Date: Sun Sep 14 2003 - 13:49:22 EDT
From what I've presented here, Paul, you wouldn't know this, but I have
much more than "a couple details that might be inconsistent with the
conventional 'swamp model' of coal formation". I have a 45-minute Power
Point presentation outlining one feature after another (from the
professional literature and field observations) which is inconsistent
with the swamp model and explained by the flood model. Individually you
might dismiss any one observation as a yet-unexplained enigma of geology,
but when strung together they marshal a strong argument for a global
flood or floods.
If you know anything about the features of coal which support the swamp
model (or, as you say, "the rest of the evidence"), and if you care to
list them, we could discuss the strengths/weaknesses of your
interpretations. OTOH, if you are just parroting what you have been
taught and are not open to revisions in your thinking either, then let's
not waste each other's time.
Back in the early days of this list, we (as the archives show) used to
discuss hard science. We seem to have devolved into something less.
On Sat, 13 Sep 2003 14:59:35 -0700 "Paul Greaves" <email@example.com>
I am mostly in agreement with you, but I would put a somewhat different
slant on this particular issue... You present evidence that the amount of
coal found in the earth is inconsistent with a young earth / global flood
model. A counterargument is put forth pointing out . Why not continue
by saying that maybe there are some cases where the swamp model might not
be the complete story, but that doesn't alter the basic issue of the
flood model being inadequate? For example, maybe some coal beds were
formed by a "normal" (but very large) flood-caused vegitation mat
decomposing and sinking... so what if that was the case? Or maybe some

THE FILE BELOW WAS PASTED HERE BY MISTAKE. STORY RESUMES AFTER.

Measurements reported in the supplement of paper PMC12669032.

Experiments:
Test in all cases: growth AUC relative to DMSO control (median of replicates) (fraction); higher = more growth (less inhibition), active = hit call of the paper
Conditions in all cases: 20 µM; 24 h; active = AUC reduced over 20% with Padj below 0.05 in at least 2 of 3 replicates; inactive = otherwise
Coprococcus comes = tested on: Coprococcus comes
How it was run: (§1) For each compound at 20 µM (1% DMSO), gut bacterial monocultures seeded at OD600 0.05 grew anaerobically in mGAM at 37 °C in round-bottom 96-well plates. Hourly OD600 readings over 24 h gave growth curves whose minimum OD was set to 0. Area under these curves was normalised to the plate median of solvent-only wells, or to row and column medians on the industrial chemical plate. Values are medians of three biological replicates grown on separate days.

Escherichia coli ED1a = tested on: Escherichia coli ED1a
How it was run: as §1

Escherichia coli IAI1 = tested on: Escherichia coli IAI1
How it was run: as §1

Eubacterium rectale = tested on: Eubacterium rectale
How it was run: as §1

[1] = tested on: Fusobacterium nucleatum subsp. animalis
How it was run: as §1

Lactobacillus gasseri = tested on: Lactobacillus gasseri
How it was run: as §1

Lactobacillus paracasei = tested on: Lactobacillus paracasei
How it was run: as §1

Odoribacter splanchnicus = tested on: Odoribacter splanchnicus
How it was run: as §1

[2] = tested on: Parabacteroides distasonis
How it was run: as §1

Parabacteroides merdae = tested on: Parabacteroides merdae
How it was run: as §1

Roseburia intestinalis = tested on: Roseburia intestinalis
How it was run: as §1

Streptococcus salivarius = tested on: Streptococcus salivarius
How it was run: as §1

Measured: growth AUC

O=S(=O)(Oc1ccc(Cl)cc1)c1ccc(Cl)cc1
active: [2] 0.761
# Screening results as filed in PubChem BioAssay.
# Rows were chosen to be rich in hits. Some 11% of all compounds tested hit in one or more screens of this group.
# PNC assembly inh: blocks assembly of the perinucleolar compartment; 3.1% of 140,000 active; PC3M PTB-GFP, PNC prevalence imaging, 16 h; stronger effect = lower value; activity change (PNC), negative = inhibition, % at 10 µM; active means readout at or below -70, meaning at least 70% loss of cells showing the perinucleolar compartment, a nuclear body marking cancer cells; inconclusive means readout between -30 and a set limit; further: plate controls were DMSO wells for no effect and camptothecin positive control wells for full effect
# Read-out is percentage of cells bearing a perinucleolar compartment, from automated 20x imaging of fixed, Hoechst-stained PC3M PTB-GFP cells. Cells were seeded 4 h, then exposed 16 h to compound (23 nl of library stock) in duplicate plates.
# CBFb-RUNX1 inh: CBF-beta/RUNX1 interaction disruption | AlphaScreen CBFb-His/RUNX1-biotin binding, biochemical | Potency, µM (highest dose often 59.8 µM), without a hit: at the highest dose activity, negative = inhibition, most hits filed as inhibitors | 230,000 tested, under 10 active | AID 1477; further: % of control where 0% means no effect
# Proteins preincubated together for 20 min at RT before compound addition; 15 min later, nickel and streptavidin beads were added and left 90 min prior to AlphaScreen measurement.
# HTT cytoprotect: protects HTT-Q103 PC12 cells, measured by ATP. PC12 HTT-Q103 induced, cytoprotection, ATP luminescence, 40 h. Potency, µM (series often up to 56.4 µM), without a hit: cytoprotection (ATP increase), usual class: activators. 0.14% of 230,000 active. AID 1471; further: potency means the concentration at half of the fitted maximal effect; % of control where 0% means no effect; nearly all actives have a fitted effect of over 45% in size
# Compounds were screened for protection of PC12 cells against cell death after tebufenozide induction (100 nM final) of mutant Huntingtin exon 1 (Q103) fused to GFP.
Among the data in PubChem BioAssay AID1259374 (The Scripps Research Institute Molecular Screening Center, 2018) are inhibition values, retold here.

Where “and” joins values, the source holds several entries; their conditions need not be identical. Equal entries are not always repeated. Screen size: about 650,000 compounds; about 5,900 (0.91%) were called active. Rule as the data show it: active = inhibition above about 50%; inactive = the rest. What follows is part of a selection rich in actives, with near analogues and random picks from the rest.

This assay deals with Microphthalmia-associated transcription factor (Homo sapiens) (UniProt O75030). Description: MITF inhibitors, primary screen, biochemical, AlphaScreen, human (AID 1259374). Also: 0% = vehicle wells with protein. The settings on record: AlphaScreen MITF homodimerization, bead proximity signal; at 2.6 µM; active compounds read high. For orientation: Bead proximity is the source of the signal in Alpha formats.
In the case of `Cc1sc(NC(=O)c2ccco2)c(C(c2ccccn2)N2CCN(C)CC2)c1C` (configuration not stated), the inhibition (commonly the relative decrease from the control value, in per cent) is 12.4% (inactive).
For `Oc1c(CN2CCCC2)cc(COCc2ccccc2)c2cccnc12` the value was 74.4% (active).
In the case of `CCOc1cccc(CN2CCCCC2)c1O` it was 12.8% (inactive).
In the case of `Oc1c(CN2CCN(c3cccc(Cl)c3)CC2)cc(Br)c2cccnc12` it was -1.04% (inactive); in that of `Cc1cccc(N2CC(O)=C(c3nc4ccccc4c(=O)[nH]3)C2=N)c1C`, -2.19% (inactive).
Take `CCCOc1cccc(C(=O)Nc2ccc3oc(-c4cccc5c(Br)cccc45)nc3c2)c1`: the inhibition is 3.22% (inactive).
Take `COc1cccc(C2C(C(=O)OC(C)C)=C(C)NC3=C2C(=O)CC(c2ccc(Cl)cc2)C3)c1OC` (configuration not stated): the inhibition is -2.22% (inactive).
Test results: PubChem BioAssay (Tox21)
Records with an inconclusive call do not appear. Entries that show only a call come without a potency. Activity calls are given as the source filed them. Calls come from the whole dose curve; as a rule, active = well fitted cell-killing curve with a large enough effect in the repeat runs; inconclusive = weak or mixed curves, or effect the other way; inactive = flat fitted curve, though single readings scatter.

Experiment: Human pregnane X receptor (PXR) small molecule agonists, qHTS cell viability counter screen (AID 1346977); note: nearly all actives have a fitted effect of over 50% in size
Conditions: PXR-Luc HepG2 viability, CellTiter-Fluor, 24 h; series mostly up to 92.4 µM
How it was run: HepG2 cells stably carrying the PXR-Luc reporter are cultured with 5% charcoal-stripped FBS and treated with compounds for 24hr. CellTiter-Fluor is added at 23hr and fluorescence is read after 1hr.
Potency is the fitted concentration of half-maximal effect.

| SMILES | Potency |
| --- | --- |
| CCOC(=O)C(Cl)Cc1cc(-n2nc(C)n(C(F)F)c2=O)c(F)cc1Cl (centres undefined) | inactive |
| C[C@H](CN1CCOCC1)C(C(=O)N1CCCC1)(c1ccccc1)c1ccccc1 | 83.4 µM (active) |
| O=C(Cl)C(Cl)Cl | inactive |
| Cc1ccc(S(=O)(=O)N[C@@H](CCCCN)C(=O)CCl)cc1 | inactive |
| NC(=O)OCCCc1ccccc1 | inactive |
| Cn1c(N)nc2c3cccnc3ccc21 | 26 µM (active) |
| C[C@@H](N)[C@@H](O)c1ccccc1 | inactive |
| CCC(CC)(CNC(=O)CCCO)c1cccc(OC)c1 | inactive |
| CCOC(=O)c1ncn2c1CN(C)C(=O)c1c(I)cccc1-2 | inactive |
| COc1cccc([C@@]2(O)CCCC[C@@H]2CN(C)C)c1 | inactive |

pre-existing coal seams were eroded into and reworked to create pebbles
of coal deposited in a mostly sandstone layer. It doesn't really
threaten the old earth model. What the YEC community needs to find is
evidence that *only* makes sense in a global flood context, and then
create a consistent proposal that explains all the evidence within that
model. Also, for example, the YEC model would have to explain how the
organic matter could have been compressed into coal very quickly, and
then re-worked into the pebbles found in sandstone.
I've found this pattern in YEC literature many times... find a detail of
evidence that doesn't fit in to the "standard" geologic model, that could
make some sense in a flood model, and then focus hard on that detail to
try to discredit the whole idea of an old earth while ignoring the rest
of the evidence completely. I think that is why they have as much
success as they do with this approach... if you didn't know about the
rest of the evidence, it would seem like a good argument. And it takes a
certain amount of understanding and thought to sit back and realize "hey,
this is really an argument about the specific process of rock
formation... and just being consistent with water or flood deposition
doesn't mean it had to be done recently, or even by a global flood at
all. In the old earth scenario, there is plenty of room for floods, even
some very big ones. So evidence like that is really kind of irrelavant."
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